Zimbabwe retailers forge ahead despite systemic constraints
Zimbabwe’s biggest retail operator, OK Zimbabwe, is revamping its outlets and plans to open more stores, riding on the back of a 37 percent revenue increase and limited exposure to foreign currency woes afflicting other operators and industries in the country.
Rival retail operator Pick n Pay is also opening new stores in Zimbabwe.
OK Zimbabwe has, however, not entirely been spared the greater challenges afflicting Zimbabwe, with stock replenishment still a challenge, given the disarrays in the country’s financial and productive sectors. The alternative would have been to import, but with foreign currency shortages persisting, this will be a difficult option.
As a result of key challenges being encountered by retailers, OK Zimbabwe expects that “product supply remains a challenge and strategic linkages with suppliers will be key to ensure the stores are stocked” adequately.
Notwithstanding this, OK Zimbabwe has opened two new outlets in the period under review, while about four others were given a facelift. It also intends to continue with an expansion and store refurbishment programme.
“Despite the economic challenges in the country, the group will continue to focus on growing market share profitably through continuously enhancing the customer value proposition,” said a spokesperson.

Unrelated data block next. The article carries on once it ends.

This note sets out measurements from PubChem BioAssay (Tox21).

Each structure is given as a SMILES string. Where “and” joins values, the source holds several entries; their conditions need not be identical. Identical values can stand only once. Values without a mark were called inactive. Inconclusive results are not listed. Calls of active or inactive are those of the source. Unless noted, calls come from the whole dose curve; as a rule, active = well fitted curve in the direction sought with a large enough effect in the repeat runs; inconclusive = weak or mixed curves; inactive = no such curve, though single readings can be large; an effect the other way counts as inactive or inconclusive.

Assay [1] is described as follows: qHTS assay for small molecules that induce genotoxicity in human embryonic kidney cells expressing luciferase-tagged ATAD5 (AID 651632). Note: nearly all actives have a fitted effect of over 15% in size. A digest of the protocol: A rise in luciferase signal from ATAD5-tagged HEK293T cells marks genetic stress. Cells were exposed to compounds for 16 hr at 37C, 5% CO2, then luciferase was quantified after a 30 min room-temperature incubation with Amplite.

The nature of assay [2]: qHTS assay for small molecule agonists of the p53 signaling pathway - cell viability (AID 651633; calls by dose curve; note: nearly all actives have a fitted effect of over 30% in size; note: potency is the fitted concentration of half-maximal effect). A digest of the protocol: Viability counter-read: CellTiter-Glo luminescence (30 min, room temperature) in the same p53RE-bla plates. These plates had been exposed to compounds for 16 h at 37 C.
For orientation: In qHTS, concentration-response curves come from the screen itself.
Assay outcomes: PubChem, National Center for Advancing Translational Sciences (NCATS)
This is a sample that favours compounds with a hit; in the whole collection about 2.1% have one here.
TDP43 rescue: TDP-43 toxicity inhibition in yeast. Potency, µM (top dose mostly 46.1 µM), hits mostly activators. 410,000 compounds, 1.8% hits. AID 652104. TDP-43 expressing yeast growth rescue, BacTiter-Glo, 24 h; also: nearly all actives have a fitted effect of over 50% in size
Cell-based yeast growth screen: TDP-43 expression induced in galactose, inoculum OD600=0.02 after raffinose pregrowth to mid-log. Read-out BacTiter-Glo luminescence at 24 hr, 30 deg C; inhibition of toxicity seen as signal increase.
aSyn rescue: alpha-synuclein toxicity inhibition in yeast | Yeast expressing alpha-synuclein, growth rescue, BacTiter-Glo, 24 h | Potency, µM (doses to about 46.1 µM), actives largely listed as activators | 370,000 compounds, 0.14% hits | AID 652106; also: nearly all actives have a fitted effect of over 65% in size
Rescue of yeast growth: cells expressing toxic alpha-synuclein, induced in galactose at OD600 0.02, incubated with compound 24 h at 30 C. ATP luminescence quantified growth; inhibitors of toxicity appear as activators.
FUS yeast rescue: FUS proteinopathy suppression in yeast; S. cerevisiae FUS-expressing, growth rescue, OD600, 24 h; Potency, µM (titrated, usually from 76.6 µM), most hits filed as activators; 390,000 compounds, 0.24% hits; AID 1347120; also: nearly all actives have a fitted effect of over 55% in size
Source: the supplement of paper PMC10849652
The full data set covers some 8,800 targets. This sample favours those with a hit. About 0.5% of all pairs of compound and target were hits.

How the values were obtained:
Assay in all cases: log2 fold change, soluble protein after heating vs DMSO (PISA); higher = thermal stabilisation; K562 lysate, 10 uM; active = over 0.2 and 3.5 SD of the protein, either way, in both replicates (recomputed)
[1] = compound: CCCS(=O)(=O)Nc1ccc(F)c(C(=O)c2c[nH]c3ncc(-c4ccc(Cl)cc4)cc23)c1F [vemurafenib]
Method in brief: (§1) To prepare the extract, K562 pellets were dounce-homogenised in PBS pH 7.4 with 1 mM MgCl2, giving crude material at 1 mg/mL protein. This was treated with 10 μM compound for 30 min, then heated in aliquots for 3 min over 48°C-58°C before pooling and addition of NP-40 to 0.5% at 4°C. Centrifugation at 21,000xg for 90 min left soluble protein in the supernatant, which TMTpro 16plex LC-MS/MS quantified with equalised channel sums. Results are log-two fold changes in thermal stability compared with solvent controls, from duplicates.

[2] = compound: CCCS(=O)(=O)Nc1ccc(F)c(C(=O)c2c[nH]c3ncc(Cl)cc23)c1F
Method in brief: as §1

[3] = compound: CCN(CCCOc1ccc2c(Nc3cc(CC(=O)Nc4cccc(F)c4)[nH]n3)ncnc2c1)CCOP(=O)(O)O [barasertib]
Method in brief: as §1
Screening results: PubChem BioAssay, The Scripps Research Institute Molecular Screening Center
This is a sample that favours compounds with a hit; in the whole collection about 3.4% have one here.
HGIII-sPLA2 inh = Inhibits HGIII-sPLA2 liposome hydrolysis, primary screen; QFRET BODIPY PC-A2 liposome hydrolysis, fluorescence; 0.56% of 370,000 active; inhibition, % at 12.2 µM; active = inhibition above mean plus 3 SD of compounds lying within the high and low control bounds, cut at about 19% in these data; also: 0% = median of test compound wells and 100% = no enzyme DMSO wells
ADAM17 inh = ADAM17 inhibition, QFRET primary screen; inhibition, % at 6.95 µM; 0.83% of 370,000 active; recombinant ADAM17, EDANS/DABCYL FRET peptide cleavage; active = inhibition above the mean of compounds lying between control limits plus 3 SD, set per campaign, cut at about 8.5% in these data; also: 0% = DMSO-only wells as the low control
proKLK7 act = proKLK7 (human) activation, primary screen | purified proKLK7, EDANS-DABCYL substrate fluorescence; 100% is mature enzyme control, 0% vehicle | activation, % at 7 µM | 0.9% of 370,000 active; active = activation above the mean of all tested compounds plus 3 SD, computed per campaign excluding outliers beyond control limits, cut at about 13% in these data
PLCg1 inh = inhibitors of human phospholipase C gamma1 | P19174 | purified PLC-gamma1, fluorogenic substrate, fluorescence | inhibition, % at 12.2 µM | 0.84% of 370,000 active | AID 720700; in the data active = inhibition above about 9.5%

Denford Mutashu, the president of the Confederation of Zimbabwe Retailers, said the government should support local productiveness and support exporting companies. This would help stabilise the economy and help stem price increases, he added.
This is as retailers such as OK Zimbabwe and Pick * Pay face pressure from pressure groups such as the Grain Millers Association of Zimbabwe, which is monitoring price increases. Retailers justify price increases, citing rising costs and surging parallel market forex rates for imported goods.
However, OK Zimbabwe has benefited from its limited exposure to forex hurdles afflicting Zimbabwe, executives at the company said last week. This had also limited the impact of Zimbabwe’s currency transition from bond notes to real time gross settlements.
“The financial results (for the year to end on March 31) were not materially different when presented in (real time gross settlements) as the group predominantly traded in local currency with limited foreign currency exposure,” said Hebert Nkala, the OK Zimbabwe board chairperson.
OK Zimbabwe’s revenue for the year strengthened 37.6 percent to RTGS $801 million (R33m).